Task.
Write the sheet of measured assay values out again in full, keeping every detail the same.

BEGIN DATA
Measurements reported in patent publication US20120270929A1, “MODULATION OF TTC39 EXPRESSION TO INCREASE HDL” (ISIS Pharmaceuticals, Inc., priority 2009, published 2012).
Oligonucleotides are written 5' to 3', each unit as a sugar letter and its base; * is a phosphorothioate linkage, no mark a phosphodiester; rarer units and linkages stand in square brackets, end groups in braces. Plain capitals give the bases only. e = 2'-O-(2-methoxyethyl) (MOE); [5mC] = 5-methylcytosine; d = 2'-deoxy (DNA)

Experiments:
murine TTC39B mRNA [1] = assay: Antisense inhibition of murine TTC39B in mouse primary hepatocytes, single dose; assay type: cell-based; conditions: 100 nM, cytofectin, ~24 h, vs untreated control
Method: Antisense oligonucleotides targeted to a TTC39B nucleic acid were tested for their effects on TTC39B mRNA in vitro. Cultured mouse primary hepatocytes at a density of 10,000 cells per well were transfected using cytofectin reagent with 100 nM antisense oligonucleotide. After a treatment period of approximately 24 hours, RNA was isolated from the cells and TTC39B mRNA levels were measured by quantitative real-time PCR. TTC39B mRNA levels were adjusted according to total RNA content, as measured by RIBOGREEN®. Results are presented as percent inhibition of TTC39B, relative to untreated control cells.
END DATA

Measurements reported in patent publication US20120270929A1, “MODULATION OF TTC39 EXPRESSION TO INCREASE HDL” (ISIS Pharmaceuticals, Inc., priority 2009, published 2012).
Oligonucleotides are written 5' to 3', each unit as a sugar letter and its base; * is a phosphorothioate linkage, no mark a phosphodiester; rarer units and linkages stand in square brackets, end groups in braces. Plain capitals give the bases only. e = 2'-O-(2-methoxyethyl) (MOE); [5mC] = 5-methylcytosine; d = 2'-deoxy (DNA)

Experiments:
murine TTC39B mRNA [1] = assay: Antisense inhibition of murine TTC39B in mouse primary hepatocytes, single dose; assay type: cell-based; conditions: 100 nM, cytofectin, ~24 h, vs untreated control
Method: Antisense oligonucleotides targeted to a TTC39B nucleic acid were tested for their effects on TTC39B mRNA in vitro. Cultured mouse primary hepatocytes at a density of 10,000 cells per well were transfected using cytofectin reagent with 100 nM antisense oligonucleotide. After a treatment period of approximately 24 hours, RNA was isolated from the cells and TTC39B mRNA levels were measured by quantitative real-time PCR. TTC39B mRNA levels were adjusted according to total RNA content, as measured by RIBOGREEN®. Results are presented as percent inhibition of TTC39B, relative to untreated control cells.